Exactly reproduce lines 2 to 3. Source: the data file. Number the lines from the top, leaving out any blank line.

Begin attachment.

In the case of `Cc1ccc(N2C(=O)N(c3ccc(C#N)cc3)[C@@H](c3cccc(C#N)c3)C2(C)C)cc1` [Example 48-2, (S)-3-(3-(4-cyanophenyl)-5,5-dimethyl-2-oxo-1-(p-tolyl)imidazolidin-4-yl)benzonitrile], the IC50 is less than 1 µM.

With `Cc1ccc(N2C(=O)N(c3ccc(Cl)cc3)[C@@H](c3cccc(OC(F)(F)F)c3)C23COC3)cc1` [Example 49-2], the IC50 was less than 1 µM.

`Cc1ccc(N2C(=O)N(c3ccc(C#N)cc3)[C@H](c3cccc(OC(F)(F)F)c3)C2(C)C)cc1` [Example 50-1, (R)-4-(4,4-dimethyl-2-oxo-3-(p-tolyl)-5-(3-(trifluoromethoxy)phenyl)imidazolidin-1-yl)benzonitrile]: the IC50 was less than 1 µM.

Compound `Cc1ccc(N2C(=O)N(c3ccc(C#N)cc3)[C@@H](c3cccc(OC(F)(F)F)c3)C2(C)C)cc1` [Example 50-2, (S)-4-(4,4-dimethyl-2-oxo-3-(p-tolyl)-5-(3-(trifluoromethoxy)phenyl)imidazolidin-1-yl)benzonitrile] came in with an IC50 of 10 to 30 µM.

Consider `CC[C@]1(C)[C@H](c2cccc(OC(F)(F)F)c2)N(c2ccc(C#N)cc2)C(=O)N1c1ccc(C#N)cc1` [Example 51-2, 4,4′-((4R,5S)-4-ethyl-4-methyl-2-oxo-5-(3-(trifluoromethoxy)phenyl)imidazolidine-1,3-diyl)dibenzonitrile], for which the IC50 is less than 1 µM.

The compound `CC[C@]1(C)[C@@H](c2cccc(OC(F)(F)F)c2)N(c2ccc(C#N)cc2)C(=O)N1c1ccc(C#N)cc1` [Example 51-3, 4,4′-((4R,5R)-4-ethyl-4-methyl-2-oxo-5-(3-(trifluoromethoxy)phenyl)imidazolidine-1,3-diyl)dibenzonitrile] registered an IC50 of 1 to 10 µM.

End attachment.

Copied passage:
With `Cc1ccc(N2C(=O)N(c3ccc(Cl)cc3)[C@@H](c3cccc(OC(F)(F)F)c3)C23COC3)cc1` [Example 49-2], the IC50 was less than 1 µM.

`Cc1ccc(N2C(=O)N(c3ccc(C#N)cc3)[C@H](c3cccc(OC(F)(F)F)c3)C2(C)C)cc1` [Example 50-1, (R)-4-(4,4-dimethyl-2-oxo-3-(p-tolyl)-5-(3-(trifluoromethoxy)phenyl)imidazolidin-1-yl)benzonitrile]: the IC50 was less than 1 µM.